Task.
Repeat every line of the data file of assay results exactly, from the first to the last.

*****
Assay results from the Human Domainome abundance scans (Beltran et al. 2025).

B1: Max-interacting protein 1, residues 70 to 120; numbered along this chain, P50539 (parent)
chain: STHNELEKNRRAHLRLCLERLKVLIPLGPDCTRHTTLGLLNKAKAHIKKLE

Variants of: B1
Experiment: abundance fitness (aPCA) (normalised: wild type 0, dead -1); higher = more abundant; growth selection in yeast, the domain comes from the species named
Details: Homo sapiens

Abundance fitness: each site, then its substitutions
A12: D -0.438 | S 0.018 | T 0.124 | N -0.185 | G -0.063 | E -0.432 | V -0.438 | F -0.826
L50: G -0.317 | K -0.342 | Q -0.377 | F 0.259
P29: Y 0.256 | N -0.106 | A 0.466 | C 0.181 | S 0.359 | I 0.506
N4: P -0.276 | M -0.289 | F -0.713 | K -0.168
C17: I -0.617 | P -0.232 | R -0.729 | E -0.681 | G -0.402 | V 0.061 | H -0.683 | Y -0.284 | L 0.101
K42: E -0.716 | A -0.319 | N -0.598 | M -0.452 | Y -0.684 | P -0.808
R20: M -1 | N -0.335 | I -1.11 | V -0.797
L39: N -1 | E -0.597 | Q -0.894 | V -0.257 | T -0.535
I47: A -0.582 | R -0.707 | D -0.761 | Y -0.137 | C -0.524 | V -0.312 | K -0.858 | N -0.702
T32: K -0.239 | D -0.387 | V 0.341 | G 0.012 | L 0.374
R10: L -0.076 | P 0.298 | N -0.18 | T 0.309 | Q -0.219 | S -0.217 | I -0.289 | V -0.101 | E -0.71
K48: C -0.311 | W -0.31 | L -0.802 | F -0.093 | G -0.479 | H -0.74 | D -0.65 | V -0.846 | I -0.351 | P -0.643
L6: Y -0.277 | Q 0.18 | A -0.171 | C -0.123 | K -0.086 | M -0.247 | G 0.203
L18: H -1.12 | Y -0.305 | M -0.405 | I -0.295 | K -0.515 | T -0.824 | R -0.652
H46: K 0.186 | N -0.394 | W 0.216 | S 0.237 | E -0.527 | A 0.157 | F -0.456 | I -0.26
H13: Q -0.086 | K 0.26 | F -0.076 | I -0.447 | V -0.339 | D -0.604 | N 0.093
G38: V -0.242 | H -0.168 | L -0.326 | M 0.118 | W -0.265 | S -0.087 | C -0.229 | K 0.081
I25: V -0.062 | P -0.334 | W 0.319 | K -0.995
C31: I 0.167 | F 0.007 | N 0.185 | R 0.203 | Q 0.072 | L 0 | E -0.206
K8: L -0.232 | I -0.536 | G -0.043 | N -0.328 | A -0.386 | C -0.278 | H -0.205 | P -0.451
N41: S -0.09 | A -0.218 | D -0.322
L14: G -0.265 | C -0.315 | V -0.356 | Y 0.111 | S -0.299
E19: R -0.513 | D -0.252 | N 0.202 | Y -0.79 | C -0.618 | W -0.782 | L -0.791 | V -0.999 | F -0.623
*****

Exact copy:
Assay results from the Human Domainome abundance scans (Beltran et al. 2025).

B1: Max-interacting protein 1, residues 70 to 120; numbered along this chain, P50539 (parent)
chain: STHNELEKNRRAHLRLCLERLKVLIPLGPDCTRHTTLGLLNKAKAHIKKLE

Variants of: B1
Experiment: abundance fitness (aPCA) (normalised: wild type 0, dead -1); higher = more abundant; growth selection in yeast, the domain comes from the species named
Details: Homo sapiens

Abundance fitness: each site, then its substitutions
A12: D -0.438 | S 0.018 | T 0.124 | N -0.185 | G -0.063 | E -0.432 | V -0.438 | F -0.826
L50: G -0.317 | K -0.342 | Q -0.377 | F 0.259
P29: Y 0.256 | N -0.106 | A 0.466 | C 0.181 | S 0.359 | I 0.506
N4: P -0.276 | M -0.289 | F -0.713 | K -0.168
C17: I -0.617 | P -0.232 | R -0.729 | E -0.681 | G -0.402 | V 0.061 | H -0.683 | Y -0.284 | L 0.101
K42: E -0.716 | A -0.319 | N -0.598 | M -0.452 | Y -0.684 | P -0.808
R20: M -1 | N -0.335 | I -1.11 | V -0.797
L39: N -1 | E -0.597 | Q -0.894 | V -0.257 | T -0.535
I47: A -0.582 | R -0.707 | D -0.761 | Y -0.137 | C -0.524 | V -0.312 | K -0.858 | N -0.702
T32: K -0.239 | D -0.387 | V 0.341 | G 0.012 | L 0.374
R10: L -0.076 | P 0.298 | N -0.18 | T 0.309 | Q -0.219 | S -0.217 | I -0.289 | V -0.101 | E -0.71
K48: C -0.311 | W -0.31 | L -0.802 | F -0.093 | G -0.479 | H -0.74 | D -0.65 | V -0.846 | I -0.351 | P -0.643
L6: Y -0.277 | Q 0.18 | A -0.171 | C -0.123 | K -0.086 | M -0.247 | G 0.203
L18: H -1.12 | Y -0.305 | M -0.405 | I -0.295 | K -0.515 | T -0.824 | R -0.652
H46: K 0.186 | N -0.394 | W 0.216 | S 0.237 | E -0.527 | A 0.157 | F -0.456 | I -0.26
H13: Q -0.086 | K 0.26 | F -0.076 | I -0.447 | V -0.339 | D -0.604 | N 0.093
G38: V -0.242 | H -0.168 | L -0.326 | M 0.118 | W -0.265 | S -0.087 | C -0.229 | K 0.081
I25: V -0.062 | P -0.334 | W 0.319 | K -0.995
C31: I 0.167 | F 0.007 | N 0.185 | R 0.203 | Q 0.072 | L 0 | E -0.206
K8: L -0.232 | I -0.536 | G -0.043 | N -0.328 | A -0.386 | C -0.278 | H -0.205 | P -0.451
N41: S -0.09 | A -0.218 | D -0.322
L14: G -0.265 | C -0.315 | V -0.356 | Y 0.111 | S -0.299
E19: R -0.513 | D -0.252 | N 0.202 | Y -0.79 | C -0.618 | W -0.782 | L -0.791 | V -0.999 | F -0.623